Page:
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Nutrition & Autism- Part Three: What to Eliminate, Cont’d

As discussed in my previous post, in order to improve brain function, one must have

a healthy gut. We concluded that the top 5 foods to eliminate in order to improve

gut bacteria are: gluten, dairy, corn, sugar, and artificial ingredients. We unpacked

the inflammatory effects of gluten, and today we will consider the other 4 foods and

why they should be eliminated.

Casein, a protein found in dairy and difficult to digest, can trigger a similar reaction

as gluten. In people with leaky gut, these proteins can pass through the intestinal

wall and cause problems such as: brain fog, inability to concentrate, and a numbness to pain. According to Dr. Amen, when people with ASD removed dairy from their diet, they began talking more, their hyperactivity was reduced, and bowel problems were resolved.

According to the USDA, corn is the top pesticide-using crop in the nation. There is

more and more research showing a potential link between the exposure to the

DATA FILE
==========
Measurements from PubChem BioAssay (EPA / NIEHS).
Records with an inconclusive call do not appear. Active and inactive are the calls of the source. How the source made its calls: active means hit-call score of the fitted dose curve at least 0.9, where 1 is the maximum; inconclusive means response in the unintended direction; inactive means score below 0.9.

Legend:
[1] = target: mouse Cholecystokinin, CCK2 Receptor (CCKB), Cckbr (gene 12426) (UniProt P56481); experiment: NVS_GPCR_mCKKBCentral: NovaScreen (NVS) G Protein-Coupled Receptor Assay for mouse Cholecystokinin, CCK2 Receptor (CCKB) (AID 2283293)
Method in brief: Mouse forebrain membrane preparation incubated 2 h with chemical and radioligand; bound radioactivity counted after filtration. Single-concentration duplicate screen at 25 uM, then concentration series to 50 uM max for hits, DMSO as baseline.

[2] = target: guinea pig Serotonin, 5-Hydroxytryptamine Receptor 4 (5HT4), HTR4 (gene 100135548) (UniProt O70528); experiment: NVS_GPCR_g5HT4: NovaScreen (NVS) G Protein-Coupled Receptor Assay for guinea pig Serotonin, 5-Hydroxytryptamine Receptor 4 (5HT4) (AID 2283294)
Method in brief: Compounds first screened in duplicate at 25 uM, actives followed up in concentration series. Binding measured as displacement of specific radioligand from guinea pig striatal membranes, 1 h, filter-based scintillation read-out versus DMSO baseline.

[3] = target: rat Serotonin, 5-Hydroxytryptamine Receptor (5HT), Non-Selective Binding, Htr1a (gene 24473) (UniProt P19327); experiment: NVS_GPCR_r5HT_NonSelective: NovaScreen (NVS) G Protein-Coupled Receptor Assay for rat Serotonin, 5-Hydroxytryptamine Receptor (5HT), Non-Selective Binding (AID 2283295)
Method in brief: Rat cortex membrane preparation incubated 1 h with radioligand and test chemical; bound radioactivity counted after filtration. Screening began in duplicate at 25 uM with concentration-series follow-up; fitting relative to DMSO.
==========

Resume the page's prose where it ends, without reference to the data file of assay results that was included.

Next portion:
herbicide glyphosate and the risk of autism. Additionally, in comparison with other

grains, corn has the most unhealthy fatty acid profile, being high in inflammatory

Omega-6 fatty acids. According to a 2015 study, corn is also a breeding ground for


Sugar is pro-inflammatory, and in excess impairs both our cognitive skills and self-

control. Sugar increases erratic brain cell firing as well. In addition to it being

extremely addictive, research shows that children with autism often have poor

metabolism of sugars, caused by a lack of enzymes and transporters needed for their

digestion. According to Dr. Amen, “Avoiding sugar and refined carbohydrates and

increasing lean protein consumption can dramatically improve concentration and

judgment, and decrease impulsiveness.”

Now let’s touch on the impact of artificial ingredients that are added to so many

foods. These include additives, preservatives, dyes and artificial colors, as well as

artificial sweeteners. According to Dr. Josh Axe, “Children with autism, especially

those with ADHD, can be sensitive to a variety of food dyes and colorings.” A 2007

study in the U.K. showed that artificial colors and/or the common preservative

Sodium Benzoate increased hyperactivity in children. A 2019 study suggests that

the preservatives found in processed foods may be linked to the spike in autism. In

addition, the artificial ingredients on our food supply may possibly be linked to

autism symptoms, according to research.

In the next part, we will continue the discussion by talking about the importance of

healing the gut and other steps that can be taken to achieve this.

-Shannon Ebbers

Nutrition and Cognitive Therapist

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